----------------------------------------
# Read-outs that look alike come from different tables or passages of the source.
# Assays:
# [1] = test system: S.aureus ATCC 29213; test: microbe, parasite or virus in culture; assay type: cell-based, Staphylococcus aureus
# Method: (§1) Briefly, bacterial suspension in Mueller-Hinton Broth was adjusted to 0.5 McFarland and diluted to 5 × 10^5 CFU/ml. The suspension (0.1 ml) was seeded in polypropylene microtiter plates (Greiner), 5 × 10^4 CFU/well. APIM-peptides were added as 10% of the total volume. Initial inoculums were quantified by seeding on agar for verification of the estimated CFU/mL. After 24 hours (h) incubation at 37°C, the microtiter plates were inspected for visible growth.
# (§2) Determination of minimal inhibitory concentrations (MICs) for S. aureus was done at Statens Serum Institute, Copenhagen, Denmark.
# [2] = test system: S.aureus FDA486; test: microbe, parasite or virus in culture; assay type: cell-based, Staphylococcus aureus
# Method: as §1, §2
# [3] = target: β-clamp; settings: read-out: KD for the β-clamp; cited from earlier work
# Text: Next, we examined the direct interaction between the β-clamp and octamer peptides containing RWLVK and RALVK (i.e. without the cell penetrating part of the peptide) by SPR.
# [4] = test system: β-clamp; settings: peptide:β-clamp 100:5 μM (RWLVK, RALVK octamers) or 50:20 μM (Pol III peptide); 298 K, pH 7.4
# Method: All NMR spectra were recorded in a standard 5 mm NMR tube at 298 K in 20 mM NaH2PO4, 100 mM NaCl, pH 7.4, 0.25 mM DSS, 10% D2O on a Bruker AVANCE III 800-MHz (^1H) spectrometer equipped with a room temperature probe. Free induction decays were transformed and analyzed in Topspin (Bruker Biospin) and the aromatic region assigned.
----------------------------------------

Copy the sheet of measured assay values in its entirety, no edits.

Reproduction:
# Read-outs that look alike come from different tables or passages of the source.
# Assays:
# [1] = test system: S.aureus ATCC 29213; test: microbe, parasite or virus in culture; assay type: cell-based, Staphylococcus aureus
# Method: (§1) Briefly, bacterial suspension in Mueller-Hinton Broth was adjusted to 0.5 McFarland and diluted to 5 × 10^5 CFU/ml. The suspension (0.1 ml) was seeded in polypropylene microtiter plates (Greiner), 5 × 10^4 CFU/well. APIM-peptides were added as 10% of the total volume. Initial inoculums were quantified by seeding on agar for verification of the estimated CFU/mL. After 24 hours (h) incubation at 37°C, the microtiter plates were inspected for visible growth.
# (§2) Determination of minimal inhibitory concentrations (MICs) for S. aureus was done at Statens Serum Institute, Copenhagen, Denmark.
# [2] = test system: S.aureus FDA486; test: microbe, parasite or virus in culture; assay type: cell-based, Staphylococcus aureus
# Method: as §1, §2
# [3] = target: β-clamp; settings: read-out: KD for the β-clamp; cited from earlier work
# Text: Next, we examined the direct interaction between the β-clamp and octamer peptides containing RWLVK and RALVK (i.e. without the cell penetrating part of the peptide) by SPR.
# [4] = test system: β-clamp; settings: peptide:β-clamp 100:5 μM (RWLVK, RALVK octamers) or 50:20 μM (Pol III peptide); 298 K, pH 7.4
# Method: All NMR spectra were recorded in a standard 5 mm NMR tube at 298 K in 20 mM NaH2PO4, 100 mM NaCl, pH 7.4, 0.25 mM DSS, 10% D2O on a Bruker AVANCE III 800-MHz (^1H) spectrometer equipped with a room temperature probe. Free induction decays were transformed and analyzed in Topspin (Bruker Biospin) and the aromatic region assigned.